Perhaps though it is redundant to make somewhat commonplace observations about this masterpiece which has been so extensively analysed by better minds. It is certainly an evasion of the issue of why the film has such a deep emotional impact on me. In the case of other favourite films – say The Sound of Music – I can analyse exactly why the moments which move me do so and the tricks which the film-makers use to achieve this effect (tricks may be slightly unfair – techniques would be better). In the case of Blimp however I am much more uncertain. It is worth noting that politically and ideologically the film is deeply suspect to me – for all its internationalism the realities behind the mythic England constructed are class-bound, militaristic, imperial. It is also worth noting that none of PandP’s other work, much as I love and appreciate it, has the same impact. I think that it has to do with the air of melancholy and nostalgia, the themes of loss and survival, which permeate the film and connect to some deep psychological reactors. In a way this is similar to the reaction I have to that great closing passage of Hearing Secret Harmonies – the very end of the very volume of Powell’sDance to the Music of Time – and again a profound but transcendant melancholy (there given concrete force by the reference to Burton’sAnatomy of Melancholy). Perhaps this is indeed tied to the notion of Englishness and there is some Jungian collective unconscious at work. Perhaps it relates to being a depressive or to a pervasive emotional perception that life is about loss and regret. To explore this fully I would need several sessions of hard psychoanalysis. Whatever the case re-watching Blimp re-establishes it – as it always does – as not only the great masterpiece of English cinema but also as my favourite film.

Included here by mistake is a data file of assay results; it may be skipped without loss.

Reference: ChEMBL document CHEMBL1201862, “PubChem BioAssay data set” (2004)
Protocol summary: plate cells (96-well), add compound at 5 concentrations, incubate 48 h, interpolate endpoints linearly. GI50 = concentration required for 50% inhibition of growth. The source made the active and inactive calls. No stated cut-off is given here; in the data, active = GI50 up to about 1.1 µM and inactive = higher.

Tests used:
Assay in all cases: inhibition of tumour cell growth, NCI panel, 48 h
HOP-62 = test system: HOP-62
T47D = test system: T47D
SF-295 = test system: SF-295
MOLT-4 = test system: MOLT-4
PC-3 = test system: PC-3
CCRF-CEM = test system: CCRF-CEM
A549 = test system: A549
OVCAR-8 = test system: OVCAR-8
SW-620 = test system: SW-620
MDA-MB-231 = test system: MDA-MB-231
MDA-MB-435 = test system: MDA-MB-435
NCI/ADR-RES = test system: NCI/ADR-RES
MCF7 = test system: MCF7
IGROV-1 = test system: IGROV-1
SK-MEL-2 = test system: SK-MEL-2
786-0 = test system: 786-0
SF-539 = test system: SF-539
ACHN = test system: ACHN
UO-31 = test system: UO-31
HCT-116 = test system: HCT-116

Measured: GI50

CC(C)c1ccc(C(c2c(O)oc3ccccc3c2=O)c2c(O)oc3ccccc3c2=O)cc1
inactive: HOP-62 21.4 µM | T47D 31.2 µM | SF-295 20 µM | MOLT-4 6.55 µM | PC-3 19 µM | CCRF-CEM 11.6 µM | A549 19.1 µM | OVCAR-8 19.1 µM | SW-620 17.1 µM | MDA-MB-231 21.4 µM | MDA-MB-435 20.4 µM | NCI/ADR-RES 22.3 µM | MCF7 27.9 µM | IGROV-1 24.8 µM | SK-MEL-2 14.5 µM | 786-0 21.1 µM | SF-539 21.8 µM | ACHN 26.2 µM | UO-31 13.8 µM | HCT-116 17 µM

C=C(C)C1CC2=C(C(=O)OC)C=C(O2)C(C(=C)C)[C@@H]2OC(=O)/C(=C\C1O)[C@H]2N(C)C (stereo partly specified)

4 thoughts on “On The Life and Death of Colonel Blimp”
You never explain what’s “PandP”? Perhaps the Pallisers chose Roger Livesey for Bungay because of his role in this, but probably both hang on his typology as an actor. I asked Jim and he said the film was famous, but he had never seen it. I can see how it hits you where you live.
I asked myself if I have a similarly deeply favorite film. Unlike books where when I am asked for favorite this or thats, titles come to mind, I am at a loss to which say which one I love best.
As to American identity, the one that is sweet and decent and comes to mind is James Cagney in Yankee Doodle Dandy.
Thanks Ellen. PandP is just my lazy abbreviation for Powell and Pressburger – the co-writers, producers and directors of this and other films. As I remark, the issue of who contributed what is a bit vexed – it seems that in the main Powell took many of the directorial duties; but they were a true partnership and this collaboration is unique in cinema as far as I know. As they wrote, produced and directed their movies they were unquestionably autuers, although they worked with others involved (actors, cinmeatographers) in a collaborative way, as the quote I give suggests.
The production company they formed together for their movies was called The Archers and they are sometimes also referred to in this way.
Very interesting, Nick. About a week ago, I heard Powell’s widow interviewed on the radio about the new release of his Red Shoes, and the way she spoke about Col Blimp made me realize I underestimated it when I saw it on television, the one time I saw it. Your comments make it clear that I wasn’t paying attention at all, though it would’ve helped to have the kind of guidance you offer here.
I’ve been meaning to mention that I enjoy your prose style as much as your thoughts.
Bob – many thanks for all your kind remarks (especially about the prose!) and many apologies for the terrible delay in replying to them – unfortunately I have been out of commission for a couple of weeks.
The new print of The Red Shoes is on theatrical release here but unfortunately I am not sure that I will be able to get to see it due to other commitments.